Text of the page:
• Diabetes. This can be other reason when body increase urine output as a consequences of excessive blood glucose level.
  • Excessive fluid intake. Consuming large amounts of fluids especially before going to bed could result in secondary bedwetting.
  • Twitchy or overactive bladder. This may cause wet pants or urgency (rushing off to the toilet) in the daytime constipation can lead to bed wetting
  • Emotional problems. A stressful environment at home or school sometimes causes children to wet the bed.
  • Sleep apnea. Sleep pattern like can be associated with secondary bedwetting.
  • Excessive fluid intake. Consuming large amounts of fluids especially before going to bed could result in secondary bed wetting.
  • Hereditary. Bedwetting tends to runs in families, chances your child would be a bedwetter if either of the parent is wetting the bed.

 

Impact of Bed wetting on Children

Bed wetting can have short or long term impacts. When children can’t stop bed wetting, it is extremely stressful for both children and parents. Studies shows that bed wetting children can develop lower confidence and self esteem and live in fear of being discovered by their peers and feel of getting bullied and teased at home and school. Overall their social environment and school performance becomes weak. The impact of bed wetting can increase if they don’t get parental support that leads them to refuse to interact and be social in most situations so be patient and understanding – reassure your child, especially if they are upset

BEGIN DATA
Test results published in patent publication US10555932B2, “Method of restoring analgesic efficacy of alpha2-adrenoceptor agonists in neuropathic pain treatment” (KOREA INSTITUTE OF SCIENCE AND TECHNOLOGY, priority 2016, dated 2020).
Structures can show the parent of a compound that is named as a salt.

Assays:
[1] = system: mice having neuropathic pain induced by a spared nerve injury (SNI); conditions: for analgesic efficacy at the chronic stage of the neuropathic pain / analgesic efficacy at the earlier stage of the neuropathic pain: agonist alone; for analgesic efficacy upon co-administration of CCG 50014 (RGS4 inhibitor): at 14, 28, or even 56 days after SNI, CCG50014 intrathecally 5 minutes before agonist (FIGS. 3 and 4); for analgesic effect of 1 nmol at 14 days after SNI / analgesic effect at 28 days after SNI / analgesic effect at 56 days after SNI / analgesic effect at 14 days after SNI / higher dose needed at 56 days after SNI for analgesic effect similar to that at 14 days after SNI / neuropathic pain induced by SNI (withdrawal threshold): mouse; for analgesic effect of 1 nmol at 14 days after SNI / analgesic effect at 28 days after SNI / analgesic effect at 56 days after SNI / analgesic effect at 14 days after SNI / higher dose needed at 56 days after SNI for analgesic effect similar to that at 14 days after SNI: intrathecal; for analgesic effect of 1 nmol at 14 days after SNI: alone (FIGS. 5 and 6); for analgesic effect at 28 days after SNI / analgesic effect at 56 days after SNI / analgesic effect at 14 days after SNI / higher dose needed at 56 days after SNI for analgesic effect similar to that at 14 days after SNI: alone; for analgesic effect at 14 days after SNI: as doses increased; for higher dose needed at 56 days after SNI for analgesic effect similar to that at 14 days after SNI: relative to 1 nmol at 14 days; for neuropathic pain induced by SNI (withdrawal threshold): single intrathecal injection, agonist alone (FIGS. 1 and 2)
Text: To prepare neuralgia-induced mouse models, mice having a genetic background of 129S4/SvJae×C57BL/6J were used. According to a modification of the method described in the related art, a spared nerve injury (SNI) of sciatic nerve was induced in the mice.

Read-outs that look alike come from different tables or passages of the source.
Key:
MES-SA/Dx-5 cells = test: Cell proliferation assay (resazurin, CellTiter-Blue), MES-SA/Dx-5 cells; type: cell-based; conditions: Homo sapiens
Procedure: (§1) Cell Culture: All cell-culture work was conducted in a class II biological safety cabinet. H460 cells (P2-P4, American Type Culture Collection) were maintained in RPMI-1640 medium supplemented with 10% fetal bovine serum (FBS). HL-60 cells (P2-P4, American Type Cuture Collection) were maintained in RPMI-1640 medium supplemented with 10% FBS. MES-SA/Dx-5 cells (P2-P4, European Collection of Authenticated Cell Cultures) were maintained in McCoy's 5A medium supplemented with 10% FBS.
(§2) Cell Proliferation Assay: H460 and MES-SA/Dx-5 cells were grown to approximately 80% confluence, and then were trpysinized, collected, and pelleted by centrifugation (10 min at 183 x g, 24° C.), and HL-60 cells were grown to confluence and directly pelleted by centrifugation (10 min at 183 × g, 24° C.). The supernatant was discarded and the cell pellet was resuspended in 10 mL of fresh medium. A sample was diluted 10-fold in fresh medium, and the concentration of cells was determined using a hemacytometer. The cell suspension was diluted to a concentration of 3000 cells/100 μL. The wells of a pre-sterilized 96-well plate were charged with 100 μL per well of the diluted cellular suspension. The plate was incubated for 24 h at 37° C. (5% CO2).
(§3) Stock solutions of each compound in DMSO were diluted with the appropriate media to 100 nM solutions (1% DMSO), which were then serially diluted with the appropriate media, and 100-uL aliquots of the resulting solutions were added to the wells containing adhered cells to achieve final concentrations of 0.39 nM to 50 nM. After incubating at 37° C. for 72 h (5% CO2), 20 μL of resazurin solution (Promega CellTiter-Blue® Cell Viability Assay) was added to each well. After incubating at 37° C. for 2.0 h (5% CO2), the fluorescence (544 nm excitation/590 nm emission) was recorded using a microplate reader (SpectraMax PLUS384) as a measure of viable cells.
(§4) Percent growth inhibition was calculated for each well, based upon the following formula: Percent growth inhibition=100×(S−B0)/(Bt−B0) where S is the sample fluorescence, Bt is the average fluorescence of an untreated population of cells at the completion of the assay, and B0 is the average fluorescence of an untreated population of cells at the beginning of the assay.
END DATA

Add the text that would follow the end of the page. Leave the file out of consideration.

Parental support is very essential; parents must make children feel that they are not alone. Sharing bedwetting stories can make them feel better. The child might feel that something is wrong with them but to see positive results educate yourself and your child about bedwetting and help them to stop bed wetting and overcome bed wetting sooner.

 

Tips on How to Stop Bed Wetting

Children often worry about wetting the bed at when they go for school camps or at sleepovers your child should be encouraged not to miss out on these fun times. Many children who wet the bed are very deep sleepers and it is usually harder to wake them up. Reassurance and encouragement often will work in time, but for some children, there are steps that can be taken to address the issues. some common recommended management and treatment options include the following:

  • Encourage voiding prior to bedtime
  • Restrict fluid intake before bed.
  • Use bedwetting alarm. They help children wake up when the device senses urine so they can use the toilet
  • Bladder-stretching exercises can increase the bladder volume and increasing the periods between daytime urinations.
  • Cover the mattress with plastic that helps to protect your bed from any urine leakage.
  • Educate your bedwetting child and tell him that he is not alone
  • Avoid constipation by increasing the intake of fiber and fluid.
  • Share bedwetting stories with them and tell them if it runs in the family.
  • Award them for being dry at night.
  • Motivate them and track your child’s progress.
  • Talk to your child’s pediatrician to evaluate the cause.